The Christmas season, celebrating the Self-revelation of God through Jesus, comes to an end with the feast of the Baptism of Our Lord. Christmas is the feast of God’s Self-revelation to the Jews, and Epiphany celebrates God’s Self-revelation to the Gentiles. At His Baptism in the Jordan, Christ reveals Himself to repentant sinners. The Baptism of the Lord Jesus is the great event celebrated by the Eastern churches on the feast of Epiphany because it is the occasion of the first public revelation of all the Three Persons in the Holy Trinity, and the official revelation of Jesus as the Son of God to the world by God the Father. It is also an event described by all four Gospels, and it marks the beginning of Jesus’ public ministry. The liturgical season of Christmas concludes this Sunday with the celebration of the Baptism of the Lord.
Why did Jesus, the sinless Son of God, receive the “baptism of repentance” meant for sinners? Jesus’ baptism by John was the acceptance and the beginning of Jesus’ Messianic mission as God’s Suffering Servant. Jesus accepted being numbered among sinners, willingly submitting entirely to the Father’s will. Out of love, Jesus consented to the “baptism” of death for the remission of our sins. Many Fathers of the Church explain that Jesus received John’s baptism to be identified with the Chosen People, who, because of John’s preaching, for the first time in Jewish history became aware of their sins and of their need for repentance. The Jews had the traditional belief that only the Gentiles who embraced Jewish religion needed the baptism of repentance, for, as God’s chosen people, the Jewish race was holy. Jesus might have been waiting for this most opportune moment to begin public ministry. The Fathers of the Church point out that the words which the Voice of the Heavenly Father speaks are similar to Psalm 2:17, revealing Jesus’ identity (“This is My beloved Son “and to Isaiah 42:1 referring to the “suffering servant“ (“with whom I am well pleased“), revealing Jesus’ mission of saving mankind by suffering and death.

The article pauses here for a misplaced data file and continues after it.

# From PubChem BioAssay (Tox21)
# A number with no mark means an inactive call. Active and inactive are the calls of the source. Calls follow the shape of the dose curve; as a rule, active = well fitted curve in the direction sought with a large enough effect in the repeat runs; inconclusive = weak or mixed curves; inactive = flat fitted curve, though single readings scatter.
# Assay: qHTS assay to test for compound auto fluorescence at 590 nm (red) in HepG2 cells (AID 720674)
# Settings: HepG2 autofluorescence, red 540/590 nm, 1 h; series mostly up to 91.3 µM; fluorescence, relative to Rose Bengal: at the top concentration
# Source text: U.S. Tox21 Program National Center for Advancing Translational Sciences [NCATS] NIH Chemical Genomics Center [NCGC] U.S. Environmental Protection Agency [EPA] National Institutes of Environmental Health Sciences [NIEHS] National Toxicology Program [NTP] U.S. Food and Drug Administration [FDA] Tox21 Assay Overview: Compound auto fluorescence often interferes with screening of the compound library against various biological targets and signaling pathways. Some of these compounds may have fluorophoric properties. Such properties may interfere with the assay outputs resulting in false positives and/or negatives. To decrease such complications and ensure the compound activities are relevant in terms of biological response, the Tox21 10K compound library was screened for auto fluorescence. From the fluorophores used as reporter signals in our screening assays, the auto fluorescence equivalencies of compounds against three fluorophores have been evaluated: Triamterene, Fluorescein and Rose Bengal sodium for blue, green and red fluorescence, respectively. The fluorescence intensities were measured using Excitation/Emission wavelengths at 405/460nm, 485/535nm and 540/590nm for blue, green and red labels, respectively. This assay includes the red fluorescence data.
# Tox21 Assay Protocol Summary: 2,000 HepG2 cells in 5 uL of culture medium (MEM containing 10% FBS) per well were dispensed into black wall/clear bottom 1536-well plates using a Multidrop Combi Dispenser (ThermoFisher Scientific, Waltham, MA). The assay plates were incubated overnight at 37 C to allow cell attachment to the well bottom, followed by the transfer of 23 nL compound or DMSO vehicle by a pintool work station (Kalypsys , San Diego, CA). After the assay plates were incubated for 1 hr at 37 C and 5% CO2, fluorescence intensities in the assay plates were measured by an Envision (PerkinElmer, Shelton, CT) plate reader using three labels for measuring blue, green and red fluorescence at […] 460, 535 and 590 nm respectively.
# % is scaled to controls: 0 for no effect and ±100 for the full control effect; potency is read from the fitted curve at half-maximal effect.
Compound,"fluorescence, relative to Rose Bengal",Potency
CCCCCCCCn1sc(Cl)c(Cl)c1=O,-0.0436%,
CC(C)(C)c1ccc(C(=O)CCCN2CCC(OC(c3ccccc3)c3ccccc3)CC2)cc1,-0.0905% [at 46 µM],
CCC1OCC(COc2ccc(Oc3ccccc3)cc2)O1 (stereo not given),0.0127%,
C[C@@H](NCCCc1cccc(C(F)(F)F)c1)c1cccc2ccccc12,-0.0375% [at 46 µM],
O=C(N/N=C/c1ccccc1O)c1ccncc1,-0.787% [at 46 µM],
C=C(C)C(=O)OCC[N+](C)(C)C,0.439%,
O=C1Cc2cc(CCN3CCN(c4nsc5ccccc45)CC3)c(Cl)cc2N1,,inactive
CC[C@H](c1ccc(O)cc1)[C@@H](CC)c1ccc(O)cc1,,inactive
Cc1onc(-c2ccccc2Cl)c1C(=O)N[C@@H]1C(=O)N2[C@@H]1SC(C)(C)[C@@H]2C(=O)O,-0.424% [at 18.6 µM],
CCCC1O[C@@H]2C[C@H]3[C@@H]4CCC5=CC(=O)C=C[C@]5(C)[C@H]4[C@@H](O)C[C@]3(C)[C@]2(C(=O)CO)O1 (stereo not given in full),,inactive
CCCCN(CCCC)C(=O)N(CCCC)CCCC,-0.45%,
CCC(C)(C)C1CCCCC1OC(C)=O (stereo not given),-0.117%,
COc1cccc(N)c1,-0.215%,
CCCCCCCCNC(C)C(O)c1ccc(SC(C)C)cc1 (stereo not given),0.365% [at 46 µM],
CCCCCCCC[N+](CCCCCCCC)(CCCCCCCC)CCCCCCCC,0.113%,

The baptism of Jesus reminds us of our identity. It reminds us of who we are and Whose we are. By Baptism we become sons and daughters of God, brothers and sisters of Jesus, members of his Church, heirs of Heaven, and temples of the Holy Spirit. Jesus’ baptism reminds us also of our mission: a) to experience the presence of God within us, to acknowledge our own dignity as God’s children, and to appreciate the Divine Presence in others by honouring them, loving them and serving them in all humility; b) to live as the children of God in thought, word and action. c) to lead holy and transparent Christian lives and not to desecrate our bodies (the temples of the Holy Spirit and members of Jesus’ Body), by impurity, injustice, intolerance, jealousy, or hatred; d) to accept both the good and the bad experiences of life as the gifts of a loving Heavenly Father for our growth in holiness; e) to grow daily in intimacy with God by personal and family prayers, by meditative reading of the Word of God, by participating in the Holy Mass, and by frequenting the Sacrament of Reconciliation.
It is a day to thank God for the graces we have received in Baptism, to renew our Baptismal promises and to preach Christ’s “Good News” by our transparent Christian lives of love, mercy, service, and forgiveness.